For almost two decades, Japanese companies relentlessly grabbed market after market away from their U.S. rivals. A few years ago, the Japanese economic juggernaut seemed ready to wrest global economic leadership away from the U.S., much as world hegemony once passed from Britain to America.
No longer. The U.S. is regaining market share in industry after industry, from microprocessors to automobiles. America's global rebound is partly an exchange rate advantage from the dramatic rise in the yen. And Japan's economy has been mired in its worst slump in the post-World War II era, while the U.S. is well into its economic recovery.
Yet Japan's economic woes could persist long after its business cycle improves. The reason: The highly touted Japanese economic machine is not all that productive compared with the U.S., the world's productivity leader. True, gross national product per worker in Japan rose strongly in the 1970s and the early 1980s, but by the late 1980s it had slowed down considerably (chart). And since 1990, Japanese productivity growth has actually declined. By contrast, U.S. productivity growth has surged ahead in recent years
as American companies reaped the
rewards of investing in information technologies and overhauling the
SURPLUS LABOR. Even in 1989, before recession set in, the level of productivity in Japan was only 65% of America's, according to calculations by Angus Maddison, an economist at the University of Groningen in the Netherlands. Despite its vaunted economic successes, a number of Japanese industries are not globally competitive, a situation that may only worsen as its economy becomes more service-oriented and information-intensive.
Indeed, Japan's service industries are quite unproductive. Says William P. Sterling, economist at Merrill Lynch & Co.: "When you do international comparisons, Japan really falls down in service-sector productivity." Adds David D. Hale, chief economist at Kemper Securities Inc.: "The nonmanufacturing sector is where they dump all their surplus labor."
Japan's service industries are inefficient because they have long been protected from foreign competition or shielded from domestic competition by government regulations. In the U.S., deregulation and foreign competition has helped raise service-sector productivity to a 1.6% annual rate in the 1990s, double its 0.8% pace of the 1980s, says Stephen S. Roach, an economist at Morgan Stanley & Co.
What's surprising is that Japan even has some productivity problems in its famed manufacturing sector. Of course, Japan's prowess is unmistakable in such industries as steel, automobiles, and electronics--the very industries that sent U.S. companies reeling in the 1970s and 1980s. And these industries are still the principal cause of Japan's $50 billion trade surplus with America.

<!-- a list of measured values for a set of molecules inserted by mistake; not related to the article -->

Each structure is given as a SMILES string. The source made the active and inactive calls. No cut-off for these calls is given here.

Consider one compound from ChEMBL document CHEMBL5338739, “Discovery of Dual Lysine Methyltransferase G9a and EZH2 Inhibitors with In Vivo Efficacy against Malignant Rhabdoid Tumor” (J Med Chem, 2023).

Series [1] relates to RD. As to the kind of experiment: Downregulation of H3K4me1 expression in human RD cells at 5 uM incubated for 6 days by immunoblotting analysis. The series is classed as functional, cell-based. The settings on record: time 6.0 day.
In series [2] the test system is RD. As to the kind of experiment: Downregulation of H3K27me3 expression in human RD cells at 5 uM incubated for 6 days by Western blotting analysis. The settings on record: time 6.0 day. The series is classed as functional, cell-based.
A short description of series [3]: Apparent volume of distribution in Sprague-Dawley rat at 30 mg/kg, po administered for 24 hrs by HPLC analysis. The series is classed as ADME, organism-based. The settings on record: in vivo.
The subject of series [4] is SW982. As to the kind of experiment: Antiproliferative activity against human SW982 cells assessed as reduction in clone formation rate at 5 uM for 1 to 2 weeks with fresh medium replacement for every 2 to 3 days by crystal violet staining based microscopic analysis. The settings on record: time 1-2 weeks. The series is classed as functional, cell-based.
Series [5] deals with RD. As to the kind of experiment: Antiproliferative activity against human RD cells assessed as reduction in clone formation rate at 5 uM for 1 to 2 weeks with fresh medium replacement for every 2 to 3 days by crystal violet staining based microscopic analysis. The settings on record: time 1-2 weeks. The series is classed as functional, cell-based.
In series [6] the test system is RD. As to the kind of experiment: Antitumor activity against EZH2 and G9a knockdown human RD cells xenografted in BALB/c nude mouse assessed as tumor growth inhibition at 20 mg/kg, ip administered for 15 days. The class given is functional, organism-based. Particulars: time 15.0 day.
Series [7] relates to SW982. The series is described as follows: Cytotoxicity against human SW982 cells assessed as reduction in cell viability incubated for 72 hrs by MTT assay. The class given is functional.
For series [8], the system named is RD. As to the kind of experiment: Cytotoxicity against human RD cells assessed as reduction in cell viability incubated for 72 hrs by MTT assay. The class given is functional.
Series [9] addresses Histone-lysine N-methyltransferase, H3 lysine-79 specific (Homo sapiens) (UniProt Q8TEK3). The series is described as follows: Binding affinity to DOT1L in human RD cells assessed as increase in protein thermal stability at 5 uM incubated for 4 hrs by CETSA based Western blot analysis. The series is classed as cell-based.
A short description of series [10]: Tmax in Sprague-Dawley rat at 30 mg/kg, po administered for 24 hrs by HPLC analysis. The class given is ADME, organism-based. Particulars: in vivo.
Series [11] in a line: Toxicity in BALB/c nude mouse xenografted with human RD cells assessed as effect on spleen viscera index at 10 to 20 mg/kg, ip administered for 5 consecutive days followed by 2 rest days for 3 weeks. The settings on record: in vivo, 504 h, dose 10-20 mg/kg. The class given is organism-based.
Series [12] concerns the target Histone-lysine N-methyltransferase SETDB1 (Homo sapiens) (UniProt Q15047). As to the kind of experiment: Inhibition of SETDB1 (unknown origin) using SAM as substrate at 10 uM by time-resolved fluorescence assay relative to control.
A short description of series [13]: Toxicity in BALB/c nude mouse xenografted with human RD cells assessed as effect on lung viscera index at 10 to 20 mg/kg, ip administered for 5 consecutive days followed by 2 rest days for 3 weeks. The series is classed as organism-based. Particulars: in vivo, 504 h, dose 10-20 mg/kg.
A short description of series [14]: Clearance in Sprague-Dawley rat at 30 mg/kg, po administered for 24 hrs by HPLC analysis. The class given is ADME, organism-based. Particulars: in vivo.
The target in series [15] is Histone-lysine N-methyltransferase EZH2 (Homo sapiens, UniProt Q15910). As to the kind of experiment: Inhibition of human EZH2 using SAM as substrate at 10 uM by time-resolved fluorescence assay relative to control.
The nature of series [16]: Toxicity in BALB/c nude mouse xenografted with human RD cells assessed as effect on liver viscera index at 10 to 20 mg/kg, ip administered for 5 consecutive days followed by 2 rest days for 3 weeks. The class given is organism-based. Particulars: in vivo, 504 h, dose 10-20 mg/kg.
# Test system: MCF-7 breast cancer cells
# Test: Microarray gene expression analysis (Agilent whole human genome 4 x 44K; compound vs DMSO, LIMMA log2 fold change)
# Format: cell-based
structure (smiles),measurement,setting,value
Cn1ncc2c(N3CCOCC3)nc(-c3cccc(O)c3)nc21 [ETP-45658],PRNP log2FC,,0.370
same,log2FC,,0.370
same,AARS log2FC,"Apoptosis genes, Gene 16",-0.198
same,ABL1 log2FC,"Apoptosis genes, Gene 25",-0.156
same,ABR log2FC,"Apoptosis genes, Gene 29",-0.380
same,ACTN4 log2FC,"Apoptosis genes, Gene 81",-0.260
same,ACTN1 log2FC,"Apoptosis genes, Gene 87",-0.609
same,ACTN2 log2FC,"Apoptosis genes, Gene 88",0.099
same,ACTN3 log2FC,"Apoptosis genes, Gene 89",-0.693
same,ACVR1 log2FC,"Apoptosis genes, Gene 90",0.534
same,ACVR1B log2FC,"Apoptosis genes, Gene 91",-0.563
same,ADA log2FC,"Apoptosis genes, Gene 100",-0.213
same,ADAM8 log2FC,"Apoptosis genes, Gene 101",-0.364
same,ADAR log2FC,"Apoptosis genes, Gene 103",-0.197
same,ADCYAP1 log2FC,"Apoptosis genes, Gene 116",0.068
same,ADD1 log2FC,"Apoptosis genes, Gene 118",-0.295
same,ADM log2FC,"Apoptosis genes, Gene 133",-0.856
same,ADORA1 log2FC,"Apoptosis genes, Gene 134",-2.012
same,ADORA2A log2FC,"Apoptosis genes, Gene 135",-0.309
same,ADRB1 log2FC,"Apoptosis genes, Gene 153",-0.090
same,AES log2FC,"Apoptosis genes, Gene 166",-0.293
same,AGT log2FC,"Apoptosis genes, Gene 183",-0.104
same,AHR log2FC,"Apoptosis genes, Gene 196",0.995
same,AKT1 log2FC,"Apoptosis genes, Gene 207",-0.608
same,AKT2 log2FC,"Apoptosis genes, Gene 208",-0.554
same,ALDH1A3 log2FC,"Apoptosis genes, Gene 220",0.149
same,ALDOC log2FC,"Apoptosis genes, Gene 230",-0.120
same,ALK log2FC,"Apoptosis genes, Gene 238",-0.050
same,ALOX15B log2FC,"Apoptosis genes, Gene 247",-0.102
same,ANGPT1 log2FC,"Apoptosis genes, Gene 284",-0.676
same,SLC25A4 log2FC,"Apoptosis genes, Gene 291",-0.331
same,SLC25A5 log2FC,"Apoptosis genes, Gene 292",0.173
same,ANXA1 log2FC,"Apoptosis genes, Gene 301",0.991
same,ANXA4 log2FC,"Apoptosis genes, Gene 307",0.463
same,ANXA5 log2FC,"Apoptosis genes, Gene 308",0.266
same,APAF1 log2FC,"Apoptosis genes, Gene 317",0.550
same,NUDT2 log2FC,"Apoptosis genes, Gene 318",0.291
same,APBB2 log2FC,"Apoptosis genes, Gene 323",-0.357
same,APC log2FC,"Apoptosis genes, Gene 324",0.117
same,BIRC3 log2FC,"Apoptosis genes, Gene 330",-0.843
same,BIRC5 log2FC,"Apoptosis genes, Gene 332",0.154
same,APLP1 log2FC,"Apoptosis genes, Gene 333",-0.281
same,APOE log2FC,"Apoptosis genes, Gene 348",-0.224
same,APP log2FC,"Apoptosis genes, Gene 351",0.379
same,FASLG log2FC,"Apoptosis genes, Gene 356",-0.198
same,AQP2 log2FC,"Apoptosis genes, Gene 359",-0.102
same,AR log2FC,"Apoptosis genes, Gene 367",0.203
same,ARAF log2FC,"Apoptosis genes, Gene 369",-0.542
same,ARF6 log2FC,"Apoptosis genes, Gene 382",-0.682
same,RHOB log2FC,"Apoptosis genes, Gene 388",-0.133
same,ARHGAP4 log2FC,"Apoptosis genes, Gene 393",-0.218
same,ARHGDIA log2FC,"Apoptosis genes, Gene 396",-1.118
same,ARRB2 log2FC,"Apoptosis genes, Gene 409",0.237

But Japan's lead over U.S. rivals in these manufacturing industries is narrowing considerably. For instance, in autos, productivity in Japan was roughly 16% higher than in the U.S. in 1990, according to a recent analysis by McKinsey & Co. Today, U.S. auto makers are about as productive as most of their Japanese rivals. And in some manufacturing industries, Japan lags well behind. Processed food is one of the largest manufacturing industries in both Japan and the U.S., yet Japanese productivity is only 33% of America's. Overall, U.S. manufacturers lead Japan in productivity by about 17% in nine key industries, according to McKinsey.
SAPPED VITALITY. In a comparison of manufacturing productivity among the major industrial nations, William J. Baumol, director of the C.V. Starr Center for Applied Economics at New York University, notes that "other countries are no longer significantly ahead of us in terms of growth rate, while they remain behind us in productivity level."
Why is Japan no longer gaining on America? One answer may be that, over the long haul, Adam Smith was right--competition boosts productivity and protection hinders it. Eventually, a protected economy loses its economic vitality.
For decades, Japan achieved stunning export success while at the same time shielding many of its industries from foreign competitors. But now Japan finds too many of its industries insulated from foreign and domestic competition. They lack the innovative spur needed to prosper in a world economy where new information technologies are transforming both the service and manufacturing industries.
There are signs of change. Japanese managements are trying to restructure their companies, and a growing number of service companies are embracing price competition. The world's second-largest economy also has enormous reserves of strength, including a well-educated workforce. Still, Japan is moving too slowly. By not opening up its markets faster to competition, Japan is not only aggravating trade tensions with the U.S. but, more important, eroding its own productivity.